Vote on Taconic High's Vocational Status Set for January
PITTSFIELD, Mass. — A possible vote to begin Taconic High's transition to an all-vocational institution is in the near future.
On Monday, district administrators revealed that they plan to put this on the School Committee's agenda in January. If the panel is in favor, Taconic will only accept Career Technical Education (CTE) students in the fall of 2023 and, by the fall of 2027, will be all vocational.
The proposal is fueled by a growing demand for vocational education at Taconic that is outnumbering non-CTE students. This is a situation that the school hoped to have after unveiling the new $120 million facility in 2018.
"Where we're at right now is that we are growing out of our capacity to serve all of our secondary students who want CTE and effectively program for those who don't," Principal Matthew Bishop said.
"As our CTE population gets bigger and bigger and bigger, we're running out of physical space and as our non-CTE program gets smaller, it's more and more difficult to give them the wide range of classes and electives they need to have an effective program."
Over the past four years, Taconic has increased its vocational students by almost 330. Right now, there are almost 600 CTE students and around 240 non-CTE students.
"So we're struggling," Bishop said. "We're having trouble meeting everyone's needs."
Making the school all vocational has been a conversation for around two years and an official recommendation was made in March. Over the summer, administrators continued this conversation with the School Committee and it was said the transition would allow Pittsfield High School students to have more scheduling choices and balance its shrinking class sizes.
Traditionally, all students who went to Herberg Middle School moved on to PHS and all of the students from Reid Middle School went to Taconic. With one all-vocational high school, students will go to their designated middle schools and then be directed to one of the high schools based on their desired path.
Herberg students who wanted to take vocational education could apply to Taconic but were often given less of a chance to get into the program than Reid students because they were already going to the high school.
The interdistrict transfer request was eliminated in the last school year because of this and enrollments soared, though it did not eliminate the space issue that led to this proposal.
Dialogue on the proposal has involved debunking myths about vocational education and changing the conversation about post-high school options for students.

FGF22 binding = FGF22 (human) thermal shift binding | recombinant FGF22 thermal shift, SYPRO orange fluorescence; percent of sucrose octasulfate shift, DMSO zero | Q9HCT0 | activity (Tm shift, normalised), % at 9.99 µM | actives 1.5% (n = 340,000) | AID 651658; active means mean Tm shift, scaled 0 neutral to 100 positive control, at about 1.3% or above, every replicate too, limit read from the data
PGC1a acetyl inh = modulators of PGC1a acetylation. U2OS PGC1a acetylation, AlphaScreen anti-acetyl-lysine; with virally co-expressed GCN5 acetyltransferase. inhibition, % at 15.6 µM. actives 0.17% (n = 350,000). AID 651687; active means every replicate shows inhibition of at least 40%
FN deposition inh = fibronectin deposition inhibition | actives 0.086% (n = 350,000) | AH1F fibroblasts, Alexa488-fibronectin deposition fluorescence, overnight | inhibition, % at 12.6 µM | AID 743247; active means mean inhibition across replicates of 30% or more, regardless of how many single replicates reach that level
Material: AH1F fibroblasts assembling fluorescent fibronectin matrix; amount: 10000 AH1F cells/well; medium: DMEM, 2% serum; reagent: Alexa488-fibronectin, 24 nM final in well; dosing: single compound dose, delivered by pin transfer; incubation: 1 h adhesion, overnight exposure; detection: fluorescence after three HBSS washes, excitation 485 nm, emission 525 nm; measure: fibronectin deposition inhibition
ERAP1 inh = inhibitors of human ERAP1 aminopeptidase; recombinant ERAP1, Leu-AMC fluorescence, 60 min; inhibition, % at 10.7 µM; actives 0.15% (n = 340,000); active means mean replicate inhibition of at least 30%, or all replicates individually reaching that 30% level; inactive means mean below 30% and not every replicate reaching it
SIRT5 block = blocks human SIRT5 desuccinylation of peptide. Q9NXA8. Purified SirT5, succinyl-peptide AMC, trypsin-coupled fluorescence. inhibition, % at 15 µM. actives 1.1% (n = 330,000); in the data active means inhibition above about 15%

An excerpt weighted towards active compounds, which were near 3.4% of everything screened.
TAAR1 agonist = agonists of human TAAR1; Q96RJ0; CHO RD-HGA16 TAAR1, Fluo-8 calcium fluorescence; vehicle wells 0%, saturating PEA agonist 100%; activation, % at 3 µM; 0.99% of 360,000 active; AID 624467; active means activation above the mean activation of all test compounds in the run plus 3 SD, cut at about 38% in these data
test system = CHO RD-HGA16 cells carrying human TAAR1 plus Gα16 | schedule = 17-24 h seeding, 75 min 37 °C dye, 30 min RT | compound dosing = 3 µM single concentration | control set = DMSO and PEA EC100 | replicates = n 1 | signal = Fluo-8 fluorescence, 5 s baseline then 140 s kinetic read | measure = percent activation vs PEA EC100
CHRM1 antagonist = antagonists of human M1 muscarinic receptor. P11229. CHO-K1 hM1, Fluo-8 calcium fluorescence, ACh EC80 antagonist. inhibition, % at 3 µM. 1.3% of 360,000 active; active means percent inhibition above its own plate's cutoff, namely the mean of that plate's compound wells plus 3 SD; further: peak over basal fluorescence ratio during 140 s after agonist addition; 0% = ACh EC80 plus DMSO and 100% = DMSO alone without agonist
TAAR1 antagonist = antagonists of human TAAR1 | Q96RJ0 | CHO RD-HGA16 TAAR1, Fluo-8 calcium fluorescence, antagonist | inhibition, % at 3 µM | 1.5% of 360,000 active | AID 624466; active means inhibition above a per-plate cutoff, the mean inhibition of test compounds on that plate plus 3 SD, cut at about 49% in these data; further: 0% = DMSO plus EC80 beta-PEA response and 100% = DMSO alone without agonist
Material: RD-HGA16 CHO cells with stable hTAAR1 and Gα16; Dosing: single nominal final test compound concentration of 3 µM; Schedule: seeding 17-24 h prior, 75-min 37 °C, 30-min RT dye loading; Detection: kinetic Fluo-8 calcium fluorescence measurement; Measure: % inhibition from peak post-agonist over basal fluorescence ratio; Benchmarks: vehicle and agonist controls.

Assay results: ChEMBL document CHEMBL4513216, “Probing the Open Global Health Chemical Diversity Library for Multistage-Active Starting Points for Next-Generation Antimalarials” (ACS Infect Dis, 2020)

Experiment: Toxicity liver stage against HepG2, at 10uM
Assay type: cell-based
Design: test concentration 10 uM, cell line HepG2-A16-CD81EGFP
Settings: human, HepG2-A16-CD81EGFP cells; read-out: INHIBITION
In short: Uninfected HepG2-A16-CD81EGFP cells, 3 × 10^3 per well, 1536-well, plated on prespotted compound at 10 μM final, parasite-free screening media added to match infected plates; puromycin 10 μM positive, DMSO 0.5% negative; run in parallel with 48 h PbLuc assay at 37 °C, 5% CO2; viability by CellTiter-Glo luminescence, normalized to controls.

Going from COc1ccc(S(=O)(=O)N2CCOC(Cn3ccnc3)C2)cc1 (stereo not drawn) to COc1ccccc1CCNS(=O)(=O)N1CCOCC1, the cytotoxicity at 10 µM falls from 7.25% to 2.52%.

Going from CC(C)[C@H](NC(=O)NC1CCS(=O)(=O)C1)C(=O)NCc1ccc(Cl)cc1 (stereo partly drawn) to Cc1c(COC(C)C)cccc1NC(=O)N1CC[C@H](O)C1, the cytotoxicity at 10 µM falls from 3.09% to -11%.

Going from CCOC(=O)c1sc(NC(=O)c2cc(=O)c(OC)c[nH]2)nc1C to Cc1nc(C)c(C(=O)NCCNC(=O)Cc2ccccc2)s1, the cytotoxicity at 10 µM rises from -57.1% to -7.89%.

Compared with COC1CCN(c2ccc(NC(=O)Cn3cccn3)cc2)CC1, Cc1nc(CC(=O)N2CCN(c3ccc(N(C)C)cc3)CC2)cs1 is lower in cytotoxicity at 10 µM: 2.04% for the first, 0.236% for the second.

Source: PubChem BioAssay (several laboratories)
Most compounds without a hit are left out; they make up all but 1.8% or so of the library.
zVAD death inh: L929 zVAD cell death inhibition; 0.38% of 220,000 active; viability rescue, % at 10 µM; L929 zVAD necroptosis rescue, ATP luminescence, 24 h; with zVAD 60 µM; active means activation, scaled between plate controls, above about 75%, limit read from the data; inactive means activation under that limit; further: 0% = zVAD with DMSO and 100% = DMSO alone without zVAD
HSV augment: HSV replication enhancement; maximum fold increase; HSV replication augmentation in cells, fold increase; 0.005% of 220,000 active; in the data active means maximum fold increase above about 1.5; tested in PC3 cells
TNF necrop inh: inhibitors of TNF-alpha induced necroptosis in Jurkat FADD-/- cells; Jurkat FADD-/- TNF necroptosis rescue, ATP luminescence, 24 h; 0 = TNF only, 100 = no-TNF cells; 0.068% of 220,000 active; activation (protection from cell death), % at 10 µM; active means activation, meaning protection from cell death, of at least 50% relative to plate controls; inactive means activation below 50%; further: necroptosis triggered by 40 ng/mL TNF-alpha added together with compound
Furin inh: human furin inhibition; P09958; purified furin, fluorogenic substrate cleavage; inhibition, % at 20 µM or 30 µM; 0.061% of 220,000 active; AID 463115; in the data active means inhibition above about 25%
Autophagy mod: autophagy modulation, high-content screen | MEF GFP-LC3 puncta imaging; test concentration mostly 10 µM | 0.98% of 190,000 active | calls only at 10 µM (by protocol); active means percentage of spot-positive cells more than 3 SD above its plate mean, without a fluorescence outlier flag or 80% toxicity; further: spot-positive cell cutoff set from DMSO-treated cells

"Career and technical education is academic, it's technical, and it's real-world knowledge and skills," Bishop said, adding that it is also centered around personalized hands-on learning and includes college and career options.
Assistant Superintendent for College and Career Readiness Tammy Gage said parents and students have seen value in vocational education as a potential track to college, as they would leave high school with industry credentials training that is required to secure "well paying, meaningful, employment."
The Hechinger Report, a nonprofit newsroom focusing on innovation and education, found that about half of all vocational students go on to college and that voc-ed students are less likely to drop out.
There are 13 and counting pathways students can take while being supported by 150 program advisory members made up of industry professionals and leaders, higher education, union representation, parents, and students.
Gage reported that 100 percent of 2020 and 2021 CTE graduates entered employment, advanced training, the military, or college. These outcomes were vetted by the Department of Labor wage records and higher education admissions data.
"We are very proud of that statistic because it speaks to the partnerships our students have with the school community and with our employers and higher education," she said.
Superintendent Joseph Curtis said district leaders plan to place this topic on the School Committee's agenda in January when there will be a public discussion ultimately followed by a vote.
"Our goal is to ensure that every high school student has an opportunity to earn credentials, college credits, and acquire the skills and knowledge necessary to graduate and successfully transition into productive employment, college technical school, or an apprenticeship or pathway of their choice," he explained.
"This would allow for that. Currently, if we kept the current structure in place, there would be most likely students that would be interested in CTE could not participate because of capacity issues."
Curtis said the "most important thing" for members of the community to do now is be very vocal about their opinions on the direction that the Pittsfield Public Schools should take. The district wants to hear from as many people as possible.
He reported that there has not been an abundance of feedback so far despite a number of community outreach events, a couple of radio shows, and discussions in public meetings.
"So far, the public has not been very vocal about it," he said. "And that's why we continue these outreach events right up until the vote is taken by the school committee itself."
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